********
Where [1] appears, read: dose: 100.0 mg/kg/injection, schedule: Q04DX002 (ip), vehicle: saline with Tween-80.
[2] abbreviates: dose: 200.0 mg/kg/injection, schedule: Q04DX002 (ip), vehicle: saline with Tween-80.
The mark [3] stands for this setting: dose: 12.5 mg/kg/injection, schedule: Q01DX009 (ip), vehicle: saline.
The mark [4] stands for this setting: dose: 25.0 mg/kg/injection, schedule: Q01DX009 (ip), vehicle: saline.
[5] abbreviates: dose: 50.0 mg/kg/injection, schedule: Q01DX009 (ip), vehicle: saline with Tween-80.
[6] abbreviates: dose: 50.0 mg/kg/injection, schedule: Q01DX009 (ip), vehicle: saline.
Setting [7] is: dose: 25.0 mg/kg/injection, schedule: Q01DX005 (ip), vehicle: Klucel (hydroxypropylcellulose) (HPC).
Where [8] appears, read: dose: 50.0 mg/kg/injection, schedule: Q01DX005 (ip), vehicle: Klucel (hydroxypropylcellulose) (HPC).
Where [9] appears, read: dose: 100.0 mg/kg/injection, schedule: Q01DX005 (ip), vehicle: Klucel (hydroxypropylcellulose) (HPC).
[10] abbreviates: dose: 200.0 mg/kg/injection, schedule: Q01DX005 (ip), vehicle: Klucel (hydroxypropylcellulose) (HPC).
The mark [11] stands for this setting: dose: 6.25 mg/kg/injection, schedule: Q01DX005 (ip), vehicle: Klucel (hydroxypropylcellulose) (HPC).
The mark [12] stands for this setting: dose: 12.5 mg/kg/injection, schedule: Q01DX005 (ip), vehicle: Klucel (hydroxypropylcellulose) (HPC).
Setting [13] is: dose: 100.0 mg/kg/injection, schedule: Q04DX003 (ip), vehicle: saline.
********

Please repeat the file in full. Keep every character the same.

Where [1] appears, read: dose: 100.0 mg/kg/injection, schedule: Q04DX002 (ip), vehicle: saline with Tween-80.
[2] abbreviates: dose: 200.0 mg/kg/injection, schedule: Q04DX002 (ip), vehicle: saline with Tween-80.
The mark [3] stands for this setting: dose: 12.5 mg/kg/injection, schedule: Q01DX009 (ip), vehicle: saline.
The mark [4] stands for this setting: dose: 25.0 mg/kg/injection, schedule: Q01DX009 (ip), vehicle: saline.
[5] abbreviates: dose: 50.0 mg/kg/injection, schedule: Q01DX009 (ip), vehicle: saline with Tween-80.
[6] abbreviates: dose: 50.0 mg/kg/injection, schedule: Q01DX009 (ip), vehicle: saline.
Setting [7] is: dose: 25.0 mg/kg/injection, schedule: Q01DX005 (ip), vehicle: Klucel (hydroxypropylcellulose) (HPC).
Where [8] appears, read: dose: 50.0 mg/kg/injection, schedule: Q01DX005 (ip), vehicle: Klucel (hydroxypropylcellulose) (HPC).
Where [9] appears, read: dose: 100.0 mg/kg/injection, schedule: Q01DX005 (ip), vehicle: Klucel (hydroxypropylcellulose) (HPC).
[10] abbreviates: dose: 200.0 mg/kg/injection, schedule: Q01DX005 (ip), vehicle: Klucel (hydroxypropylcellulose) (HPC).
The mark [11] stands for this setting: dose: 6.25 mg/kg/injection, schedule: Q01DX005 (ip), vehicle: Klucel (hydroxypropylcellulose) (HPC).
The mark [12] stands for this setting: dose: 12.5 mg/kg/injection, schedule: Q01DX005 (ip), vehicle: Klucel (hydroxypropylcellulose) (HPC).
Setting [13] is: dose: 100.0 mg/kg/injection, schedule: Q04DX003 (ip), vehicle: saline.